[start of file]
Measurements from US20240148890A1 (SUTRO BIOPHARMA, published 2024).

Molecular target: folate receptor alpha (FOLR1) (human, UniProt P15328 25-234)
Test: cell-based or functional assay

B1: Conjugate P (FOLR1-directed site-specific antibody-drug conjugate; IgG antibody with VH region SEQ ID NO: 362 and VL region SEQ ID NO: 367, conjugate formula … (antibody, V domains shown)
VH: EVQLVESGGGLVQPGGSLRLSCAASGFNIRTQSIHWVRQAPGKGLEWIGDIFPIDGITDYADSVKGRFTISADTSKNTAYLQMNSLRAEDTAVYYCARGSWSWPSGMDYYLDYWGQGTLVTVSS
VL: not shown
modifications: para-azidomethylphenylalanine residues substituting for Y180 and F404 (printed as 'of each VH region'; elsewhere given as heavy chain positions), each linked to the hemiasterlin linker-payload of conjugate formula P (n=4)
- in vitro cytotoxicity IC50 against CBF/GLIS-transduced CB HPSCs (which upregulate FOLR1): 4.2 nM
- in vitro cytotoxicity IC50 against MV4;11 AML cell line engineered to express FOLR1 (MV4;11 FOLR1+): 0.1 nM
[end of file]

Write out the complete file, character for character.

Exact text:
Measurements from US20240148890A1 (SUTRO BIOPHARMA, published 2024).

Molecular target: folate receptor alpha (FOLR1) (human, UniProt P15328 25-234)
Test: cell-based or functional assay

B1: Conjugate P (FOLR1-directed site-specific antibody-drug conjugate; IgG antibody with VH region SEQ ID NO: 362 and VL region SEQ ID NO: 367, conjugate formula … (antibody, V domains shown)
VH: EVQLVESGGGLVQPGGSLRLSCAASGFNIRTQSIHWVRQAPGKGLEWIGDIFPIDGITDYADSVKGRFTISADTSKNTAYLQMNSLRAEDTAVYYCARGSWSWPSGMDYYLDYWGQGTLVTVSS
VL: not shown
modifications: para-azidomethylphenylalanine residues substituting for Y180 and F404 (printed as 'of each VH region'; elsewhere given as heavy chain positions), each linked to the hemiasterlin linker-payload of conjugate formula P (n=4)
- in vitro cytotoxicity IC50 against CBF/GLIS-transduced CB HPSCs (which upregulate FOLR1): 4.2 nM
- in vitro cytotoxicity IC50 against MV4;11 AML cell line engineered to express FOLR1 (MV4;11 FOLR1+): 0.1 nM